(1978) Page(s) 51.
Comtesse du Cayla Short. Orange-red. Remontant. P3. H1.....from Pierre Guillot, introduced 1902, has orange-red flowers, with more yellow on the reverse side, turning towards salmon-pink with age. They are semi-double, rather loose, the effect bright, warm, and careless. Billed in some quarters to grow head high, it is usually quite short and fragrant. Walter Easlea was an old time expert who could not imagine why this should be classed as a China Rose. To him it was more of a Tea; and there was a time when people referred to a class of China Teas.
(1978) Page(s) 169.
'Crimson Shower'. Trailer. Red Late summer. Perfume 2. Hips 1 [On a sliding scale of merit from 1 to 10]. Three stars recommendation. One of the last roses to come into bloom; and one of the last Wichuraiana Hybrids to be raised, as breeders turned their attention to more remontant climbers. It has the typical small double flowers of the class, in a deep glowing crimson, the best red colour of them all. No better red rose exists to grow on a pillar. Raised by Albert Norman and introduced by my firm in 1951. The parentage is always quoted as a seedling of 'Excelsa', but I have an idea there was more to it than that.
(1978) Page(s) 160.
p144 ‘Danse du Feu’. Climber. Scarlet. Remontant. Perfume 1 Hips 3. [both on an ascending scale of merit from 1-10] Recommendation Three stars. The double flowers grow close together, almost too close, and are produced as generously in autumn as in summer. The colour is on the orange side of scarlet, very effective but not vivid. It has to be balanced against the health and remarkable freedom of this variety that it finishes life somewhat atrociously purple. A moderate grower, with abundant foliage. Raised by Charles Mallerin from ‘Paul’s Scarlet Climber’ x seeding of R. multiflora, and introduced in France in 1953. J. & P. brought it out in the United States in 1956 as ‘Spectacular’.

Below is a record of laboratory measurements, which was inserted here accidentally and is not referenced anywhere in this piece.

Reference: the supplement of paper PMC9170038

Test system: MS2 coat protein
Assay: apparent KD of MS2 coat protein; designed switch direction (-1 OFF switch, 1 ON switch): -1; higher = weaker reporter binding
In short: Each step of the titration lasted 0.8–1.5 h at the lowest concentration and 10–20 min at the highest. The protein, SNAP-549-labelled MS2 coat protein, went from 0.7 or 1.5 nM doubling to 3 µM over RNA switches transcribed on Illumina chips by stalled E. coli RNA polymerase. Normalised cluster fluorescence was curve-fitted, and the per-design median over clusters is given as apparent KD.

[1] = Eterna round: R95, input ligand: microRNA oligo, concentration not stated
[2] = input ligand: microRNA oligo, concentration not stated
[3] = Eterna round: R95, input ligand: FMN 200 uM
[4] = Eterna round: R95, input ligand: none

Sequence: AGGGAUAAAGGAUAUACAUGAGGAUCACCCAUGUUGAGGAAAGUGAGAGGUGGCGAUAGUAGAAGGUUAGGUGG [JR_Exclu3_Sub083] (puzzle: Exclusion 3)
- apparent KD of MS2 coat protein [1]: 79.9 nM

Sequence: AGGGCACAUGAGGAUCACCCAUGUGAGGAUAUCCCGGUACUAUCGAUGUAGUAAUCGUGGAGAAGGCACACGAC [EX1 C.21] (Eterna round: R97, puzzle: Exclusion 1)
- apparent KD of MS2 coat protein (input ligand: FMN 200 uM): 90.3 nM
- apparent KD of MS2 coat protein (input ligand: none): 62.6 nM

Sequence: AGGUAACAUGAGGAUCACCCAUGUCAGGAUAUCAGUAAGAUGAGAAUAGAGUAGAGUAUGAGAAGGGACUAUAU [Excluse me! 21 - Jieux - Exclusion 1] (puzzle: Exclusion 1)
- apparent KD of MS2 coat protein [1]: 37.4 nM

p160 'Paul's Scarlet Climber'.......until ‘Danse du Feu' provided a similar colour in autumn as well as summer.
(1978) Page(s) 202.
....Perhaps I should also mention here Earldomensis, named after the home of Mr. Courtney Page, who was Secretary of the National Rose Society from 1915 to 1947. It was raised in his garden from R. hugonis x R. sericea pteracantha, and introduced in 1934. It is one of the most beautiful, the flowers frail, perfect and pale; but it is not easy to grow; we recently lost our lovely plant in the Royal National Rose Society's gardens, and it is not clear whether we can find a replacement.